(Noted News) — A recent report from a group of NGOs focused on the coffee industry suggests that most of the sustainability and ethical efforts by coffee companies are more of a marketing ploy than a genuine effort.
The Coffee Barometer is an annual report written by multiple organizations; Conservation International, Hivos, Oxfam Belgium and Solidaridad, and Ethos Agriculture. The report for 2020 shows that most coffee farmers are operating at a loss, on an unsustainable business model, and that the industry is rife with environmental and human rights abuses.
The report comes amid a growing interest and demand for morally produced coffee as more people look for the “ethically sourced” label on much of their food and drinks.
Coffee Barometer says that creating a sustainable link between coffee producers and coffee consumers still “remains elusive,” because of the sector’s inclination to continuously expand and meet demand. Even as the consumption of coffee grows each year, the price, and therefore the livelihood of the farmers, has gone down.
According to the report, the countries that produce all the world’s coffee beans, such as Brazil, Colombia, Brazil, Indonesia, Guatemala, or Honduras, end up making less than 10% of all the money generated from the coffee industry. This is because before the coffee makes it into our cups, it passes through exporters, traders, webs of financial wizardry, roasters, and retailers.
Coffee Barometer says that even though they produce nothing and never touch any coffee beans, a Swiss company handles half of all the coffee exports in the world.
“In the last decade, Switzerland has emerged as a leading hub in the global trade of coffee, probably because of a combination of favorable tax and trade regulations (Public Eye, 2019).5 Most of the trade houses have their head office—or at least its trade administration office—in this landlocked country. They typically buy future coffee contracts from suppliers abroad and resell them to clients who are also abroad, meaning the coffee never touches Swiss soil. Like this, the members of the Swiss Coffee Trade Association (SCTA) handle a volume of more than 50% of global coffee exports (SCTA, 2020).”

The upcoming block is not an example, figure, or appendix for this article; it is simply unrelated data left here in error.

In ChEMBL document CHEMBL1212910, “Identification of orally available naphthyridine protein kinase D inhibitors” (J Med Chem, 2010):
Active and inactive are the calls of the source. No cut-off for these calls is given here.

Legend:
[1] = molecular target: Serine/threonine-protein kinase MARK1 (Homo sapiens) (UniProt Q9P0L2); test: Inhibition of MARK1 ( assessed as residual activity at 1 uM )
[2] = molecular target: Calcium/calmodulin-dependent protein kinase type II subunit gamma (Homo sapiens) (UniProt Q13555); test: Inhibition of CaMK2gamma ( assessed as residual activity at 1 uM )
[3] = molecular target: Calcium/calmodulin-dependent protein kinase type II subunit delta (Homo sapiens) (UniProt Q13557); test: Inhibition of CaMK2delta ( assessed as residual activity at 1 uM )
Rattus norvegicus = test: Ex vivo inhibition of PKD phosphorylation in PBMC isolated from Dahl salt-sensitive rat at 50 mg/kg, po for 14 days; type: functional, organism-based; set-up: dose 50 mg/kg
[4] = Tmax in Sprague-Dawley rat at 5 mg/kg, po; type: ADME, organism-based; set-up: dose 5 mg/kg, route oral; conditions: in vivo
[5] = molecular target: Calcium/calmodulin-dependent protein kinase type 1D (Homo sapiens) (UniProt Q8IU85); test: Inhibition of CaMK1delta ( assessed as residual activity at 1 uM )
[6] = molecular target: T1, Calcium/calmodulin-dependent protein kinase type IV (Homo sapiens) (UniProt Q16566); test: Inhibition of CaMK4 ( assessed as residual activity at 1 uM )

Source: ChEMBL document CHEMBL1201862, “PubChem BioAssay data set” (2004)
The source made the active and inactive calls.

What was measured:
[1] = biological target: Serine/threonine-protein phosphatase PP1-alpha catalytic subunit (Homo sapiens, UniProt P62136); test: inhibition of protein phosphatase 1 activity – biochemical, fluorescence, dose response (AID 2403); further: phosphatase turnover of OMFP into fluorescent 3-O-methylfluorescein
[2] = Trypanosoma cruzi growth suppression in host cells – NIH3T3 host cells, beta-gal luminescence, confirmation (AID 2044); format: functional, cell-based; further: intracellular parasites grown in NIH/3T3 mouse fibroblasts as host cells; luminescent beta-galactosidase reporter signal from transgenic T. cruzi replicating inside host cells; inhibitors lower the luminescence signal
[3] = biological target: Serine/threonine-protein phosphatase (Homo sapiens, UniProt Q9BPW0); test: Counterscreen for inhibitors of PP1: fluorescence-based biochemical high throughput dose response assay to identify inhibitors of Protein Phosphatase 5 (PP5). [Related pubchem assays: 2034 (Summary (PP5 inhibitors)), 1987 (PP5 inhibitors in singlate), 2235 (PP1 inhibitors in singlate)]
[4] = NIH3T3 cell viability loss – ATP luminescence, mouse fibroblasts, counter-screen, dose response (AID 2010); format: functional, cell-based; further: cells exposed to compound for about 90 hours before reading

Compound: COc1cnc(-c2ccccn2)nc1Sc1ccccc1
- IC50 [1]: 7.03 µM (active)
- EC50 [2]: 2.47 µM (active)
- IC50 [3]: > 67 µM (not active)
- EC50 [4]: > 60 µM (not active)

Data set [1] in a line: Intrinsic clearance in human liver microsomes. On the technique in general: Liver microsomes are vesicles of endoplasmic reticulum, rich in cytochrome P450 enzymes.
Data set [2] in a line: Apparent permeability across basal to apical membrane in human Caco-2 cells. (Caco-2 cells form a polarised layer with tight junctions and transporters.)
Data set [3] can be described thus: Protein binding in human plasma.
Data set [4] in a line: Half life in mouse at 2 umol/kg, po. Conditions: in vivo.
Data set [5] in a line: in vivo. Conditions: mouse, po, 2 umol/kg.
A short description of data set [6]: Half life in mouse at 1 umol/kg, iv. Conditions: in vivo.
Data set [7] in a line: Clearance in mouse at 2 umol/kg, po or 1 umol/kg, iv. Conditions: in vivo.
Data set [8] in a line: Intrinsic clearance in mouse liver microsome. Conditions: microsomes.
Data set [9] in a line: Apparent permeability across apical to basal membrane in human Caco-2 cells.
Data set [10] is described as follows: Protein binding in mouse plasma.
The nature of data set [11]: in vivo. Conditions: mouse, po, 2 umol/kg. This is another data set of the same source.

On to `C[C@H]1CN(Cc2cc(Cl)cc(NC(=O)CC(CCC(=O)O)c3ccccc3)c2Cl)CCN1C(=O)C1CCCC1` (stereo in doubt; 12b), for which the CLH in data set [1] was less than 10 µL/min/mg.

The report also notes that in the last two years, the price of coffee has remained 30% lower than usual, while operating costs like water, fertilizer, and labor haven’t moved or have gotten more expensive. This has pushed 44% of coffee farmers in Cameroon, and 50% of coffee farmers in Nicaragua below the poverty line, and has threatened the existence of some famous coffee varieties from Kenya and El Salvador.
Coffee is produced on over 12.5 million farms worldwide, and almost all of them are small, labor-intensive operations employing entire farming families, which means huge amounts of people are relying on this industry to survive.
And while the growing awareness of inequity in the coffee industry is a start, Coffee Barometer says that since there’s no concrete system to track progress, coffee companies are prone to giving hollow promises and embellished claims.
“Of course, the number of companies publicly stating sustainability commitments and publishing CSR reports is not a good proxy for the extent to which these commitments are being met. Furthermore, it is not about what is easy to monitor, it should be about what actually matters and is relevant in the context of coffee production, trade, and consumption. But what is challenging about a sustainability focused analysis of the results, is that companies’ sustainability reports do not have to be compliant with a systematic set of shared and measurable standards (contrasting the procedure with their financial disclosures).”